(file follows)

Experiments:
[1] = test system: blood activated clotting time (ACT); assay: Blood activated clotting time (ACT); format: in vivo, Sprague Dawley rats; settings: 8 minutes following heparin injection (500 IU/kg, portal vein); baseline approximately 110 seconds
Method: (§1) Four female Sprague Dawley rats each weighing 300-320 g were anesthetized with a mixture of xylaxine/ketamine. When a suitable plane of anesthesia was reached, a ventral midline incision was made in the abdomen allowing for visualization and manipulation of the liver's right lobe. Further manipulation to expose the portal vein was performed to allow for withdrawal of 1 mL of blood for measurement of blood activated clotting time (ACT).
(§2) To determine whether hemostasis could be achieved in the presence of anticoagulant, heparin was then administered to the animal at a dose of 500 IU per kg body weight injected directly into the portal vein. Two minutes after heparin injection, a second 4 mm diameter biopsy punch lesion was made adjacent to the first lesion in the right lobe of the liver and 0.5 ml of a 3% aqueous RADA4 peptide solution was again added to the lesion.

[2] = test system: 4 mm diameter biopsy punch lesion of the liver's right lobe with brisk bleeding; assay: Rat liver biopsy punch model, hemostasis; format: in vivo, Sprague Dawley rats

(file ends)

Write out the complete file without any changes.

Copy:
Experiments:
[1] = test system: blood activated clotting time (ACT); assay: Blood activated clotting time (ACT); format: in vivo, Sprague Dawley rats; settings: 8 minutes following heparin injection (500 IU/kg, portal vein); baseline approximately 110 seconds
Method: (§1) Four female Sprague Dawley rats each weighing 300-320 g were anesthetized with a mixture of xylaxine/ketamine. When a suitable plane of anesthesia was reached, a ventral midline incision was made in the abdomen allowing for visualization and manipulation of the liver's right lobe. Further manipulation to expose the portal vein was performed to allow for withdrawal of 1 mL of blood for measurement of blood activated clotting time (ACT).
(§2) To determine whether hemostasis could be achieved in the presence of anticoagulant, heparin was then administered to the animal at a dose of 500 IU per kg body weight injected directly into the portal vein. Two minutes after heparin injection, a second 4 mm diameter biopsy punch lesion was made adjacent to the first lesion in the right lobe of the liver and 0.5 ml of a 3% aqueous RADA4 peptide solution was again added to the lesion.

[2] = test system: 4 mm diameter biopsy punch lesion of the liver's right lobe with brisk bleeding; assay: Rat liver biopsy punch model, hemostasis; format: in vivo, Sprague Dawley rats